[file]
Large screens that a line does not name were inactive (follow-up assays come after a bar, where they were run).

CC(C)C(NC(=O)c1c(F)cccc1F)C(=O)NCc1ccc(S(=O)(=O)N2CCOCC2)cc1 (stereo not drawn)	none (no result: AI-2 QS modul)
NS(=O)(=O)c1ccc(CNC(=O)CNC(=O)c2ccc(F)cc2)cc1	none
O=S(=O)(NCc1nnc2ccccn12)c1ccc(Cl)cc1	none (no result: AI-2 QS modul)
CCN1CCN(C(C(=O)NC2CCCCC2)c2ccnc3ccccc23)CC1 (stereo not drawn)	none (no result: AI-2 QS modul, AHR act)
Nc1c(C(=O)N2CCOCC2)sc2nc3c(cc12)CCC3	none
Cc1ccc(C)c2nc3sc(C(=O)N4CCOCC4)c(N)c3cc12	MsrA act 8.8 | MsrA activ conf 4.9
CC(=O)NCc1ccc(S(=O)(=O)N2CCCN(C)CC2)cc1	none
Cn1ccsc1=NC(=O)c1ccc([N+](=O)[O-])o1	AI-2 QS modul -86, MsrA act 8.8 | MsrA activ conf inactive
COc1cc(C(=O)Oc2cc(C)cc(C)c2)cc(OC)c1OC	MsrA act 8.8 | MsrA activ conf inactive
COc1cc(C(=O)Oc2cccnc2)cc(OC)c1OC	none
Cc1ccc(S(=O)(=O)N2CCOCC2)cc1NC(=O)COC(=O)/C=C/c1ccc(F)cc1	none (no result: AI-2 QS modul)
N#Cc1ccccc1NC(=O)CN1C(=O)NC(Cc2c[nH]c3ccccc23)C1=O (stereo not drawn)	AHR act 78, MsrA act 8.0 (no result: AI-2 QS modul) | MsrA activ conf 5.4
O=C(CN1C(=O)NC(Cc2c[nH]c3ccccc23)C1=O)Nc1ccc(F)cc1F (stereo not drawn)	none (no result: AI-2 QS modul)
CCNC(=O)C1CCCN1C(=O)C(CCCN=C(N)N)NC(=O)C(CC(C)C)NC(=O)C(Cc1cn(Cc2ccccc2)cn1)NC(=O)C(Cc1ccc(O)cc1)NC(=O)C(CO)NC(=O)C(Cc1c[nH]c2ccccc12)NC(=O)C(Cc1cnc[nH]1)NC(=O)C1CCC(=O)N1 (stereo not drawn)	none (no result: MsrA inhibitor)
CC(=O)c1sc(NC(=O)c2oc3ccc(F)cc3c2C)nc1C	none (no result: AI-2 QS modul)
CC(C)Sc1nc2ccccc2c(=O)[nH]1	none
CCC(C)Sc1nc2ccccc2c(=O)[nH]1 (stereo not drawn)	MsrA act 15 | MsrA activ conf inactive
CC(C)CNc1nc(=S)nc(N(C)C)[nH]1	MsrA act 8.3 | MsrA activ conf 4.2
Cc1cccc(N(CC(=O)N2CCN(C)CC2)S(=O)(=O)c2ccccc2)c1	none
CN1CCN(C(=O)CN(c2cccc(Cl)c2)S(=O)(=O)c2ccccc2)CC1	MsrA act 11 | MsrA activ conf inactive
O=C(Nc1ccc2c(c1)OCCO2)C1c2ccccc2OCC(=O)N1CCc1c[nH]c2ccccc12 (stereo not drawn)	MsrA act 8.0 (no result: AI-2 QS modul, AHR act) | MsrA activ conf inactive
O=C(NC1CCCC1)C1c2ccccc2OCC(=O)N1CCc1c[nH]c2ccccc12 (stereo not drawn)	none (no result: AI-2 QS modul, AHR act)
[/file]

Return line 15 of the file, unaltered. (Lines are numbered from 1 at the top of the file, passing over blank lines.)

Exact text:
CCNC(=O)C1CCCN1C(=O)C(CCCN=C(N)N)NC(=O)C(CC(C)C)NC(=O)C(Cc1cn(Cc2ccccc2)cn1)NC(=O)C(Cc1ccc(O)cc1)NC(=O)C(CO)NC(=O)C(Cc1c[nH]c2ccccc12)NC(=O)C(Cc1cnc[nH]1)NC(=O)C1CCC(=O)N1 (stereo not drawn)	none (no result: MsrA inhibitor)